>> > }
    >> >
    >> > void abc::abc() : mypoints(100)

    >>
    >> 'void'??? Constructors have no return type. Should be just
    >>
    >> abc::abc() : mypoints(100)
    >>
    >> > {
    >> >
    >> > }
    >> >
    >> >
    >> > and i'm trying to get all the PTStruct variables (x and y) in

    > mypoints to be
    >> > initialized to zero, but I'm screwing up the syntax somehow.
    >> >
    >> > Any suggestions how this should be done?
    >> > ...

    >>
    >> You don't need to do anything. The code above already initializes all
    >> field in all structs to zero. If your compiler doesn't do that, it's

    > broken.
    >>

    > Doesn't it depend where the vector gets its memory from?


    No. Why?

    Initializing this vector as 'mypoints(100)' is equivalent to
    initializing it as 'mypoints(100, PTStruct(),
    std::allocator<PTStruct>())' (default arguments get implicitly
    filled-in), which means that all freshly created elements are
    copy-initialized from 'PTStruct()'. And 'PTStruct()' is an instance of
    'PTStruct' with both fields set to 0.

    --
    Best regards,
    Andrey Tarasevich
     
    Andrey Tarasevich, Feb 4, 2005
    #5
  6. Jayw710

    Jayw710 Guest

    >
    >add a ctor here. Ctors are always useful, even in structs:
    >
    >PTStruct(int initX, int initY) : x(initX), y(initY) { }
    >


    Thank you, this is what I was missing. I knew I had left something out (my
    compiler VC++ doesn't initialize anything to zero in the structs).

    Thanks again!

    Jay
     
    Jayw710, Feb 4, 2005
    #6
  7. Jayw710

    Shezan Baig Guest

    Jayw710 wrote:
    > >
    > >add a ctor here. Ctors are always useful, even in structs:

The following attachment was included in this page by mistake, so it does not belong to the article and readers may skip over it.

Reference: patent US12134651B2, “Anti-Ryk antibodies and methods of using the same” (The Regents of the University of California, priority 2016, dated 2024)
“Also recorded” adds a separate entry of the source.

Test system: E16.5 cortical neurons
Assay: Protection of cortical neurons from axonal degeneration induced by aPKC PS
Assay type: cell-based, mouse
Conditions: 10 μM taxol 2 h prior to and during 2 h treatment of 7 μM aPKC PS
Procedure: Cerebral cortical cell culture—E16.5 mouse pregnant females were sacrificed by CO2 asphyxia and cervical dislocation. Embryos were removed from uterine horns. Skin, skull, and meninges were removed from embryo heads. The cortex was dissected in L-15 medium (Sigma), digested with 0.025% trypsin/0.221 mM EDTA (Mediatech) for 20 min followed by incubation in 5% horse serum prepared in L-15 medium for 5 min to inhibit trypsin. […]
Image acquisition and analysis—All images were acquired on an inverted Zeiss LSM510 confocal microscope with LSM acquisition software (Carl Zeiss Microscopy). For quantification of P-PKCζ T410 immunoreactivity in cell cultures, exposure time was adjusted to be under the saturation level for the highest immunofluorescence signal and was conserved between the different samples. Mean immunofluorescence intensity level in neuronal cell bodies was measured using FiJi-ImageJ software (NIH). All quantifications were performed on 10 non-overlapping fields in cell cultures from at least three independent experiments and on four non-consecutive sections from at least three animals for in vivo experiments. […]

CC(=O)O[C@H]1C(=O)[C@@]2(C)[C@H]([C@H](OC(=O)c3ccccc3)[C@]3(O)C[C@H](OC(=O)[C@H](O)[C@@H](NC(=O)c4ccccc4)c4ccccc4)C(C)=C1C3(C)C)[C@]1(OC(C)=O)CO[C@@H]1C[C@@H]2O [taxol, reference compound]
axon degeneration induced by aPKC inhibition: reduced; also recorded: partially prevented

> >
    > >PTStruct(int initX, int initY) : x(initX), y(initY) { }
    > >

    >
    > Thank you, this is what I was missing. I knew I had left something

    out (my
    > compiler VC++ doesn't initialize anything to zero in the structs).
    >
    > Thanks again!
    >
    > Jay


    Also you might want to set default arguments, like this:

    PTStruct(int initX = 0, int initY = 0) : x(initX), y(initY) { }

    And you can simplify your containers constructor to how it was
    originally:

    abc::abc() : mypoints(100) { }

    That way, even if you don't use the standard allocator, it will always
    initialize to zero.

    Hope this helps,
    -shez-
     
    Shezan Baig, Feb 4, 2005
    #7
  8. Jayw710

    Guest

    Shez, what does the allocator have to do with the values used to
    initialize concrete data members? Nothing... /david
     
    , Feb 4, 2005
    #8
  9. Jayw710

    Shezan Baig Guest

    wrote:
    > Shez, what does the allocator have to do with the values used to
    > initialize concrete data members? Nothing... /david


    Yes, you are right. Sorry, for some reason, my mind was on dynamic
    memory :)

    -shez-
     
    Shezan Baig, Feb 4, 2005
    #9
  10. Jayw710

    Real Name Guest

    > And 'PTStruct()' is an instance of
    > 'PTStruct' with both fields set to 0.


    Why? PTStruct only contains PODs - their default ctors wont we called
    implicit, you have to call them explicit in your own ctor.

    regards,
    me
     
    Real Name, Feb 4, 2005
    #10
  11. Real Name wrote:

    >> And 'PTStruct()' is an instance of
    >> 'PTStruct' with both fields set to 0.

    >
    > Why? PTStruct only contains PODs - their default ctors wont we called
    > implicit, you have to call them explicit in your own ctor.
    > ...


    'PTStruct' is a POD type. Initializer '()' for a POD type causes default
    initialization being applied to all its members. Default initialization
    for type 'int' is zero initialization. That's all.

    BTW, it has nothing to do with any "constructors". Default
    initialization process for POD types does not involve constructors.
    Moreover, objects of type 'int' have no constructors at all, default or
    not.

    --
    Best regards,
    Andrey Tarasevich
     
    Andrey Tarasevich, Feb 4, 2005
    #11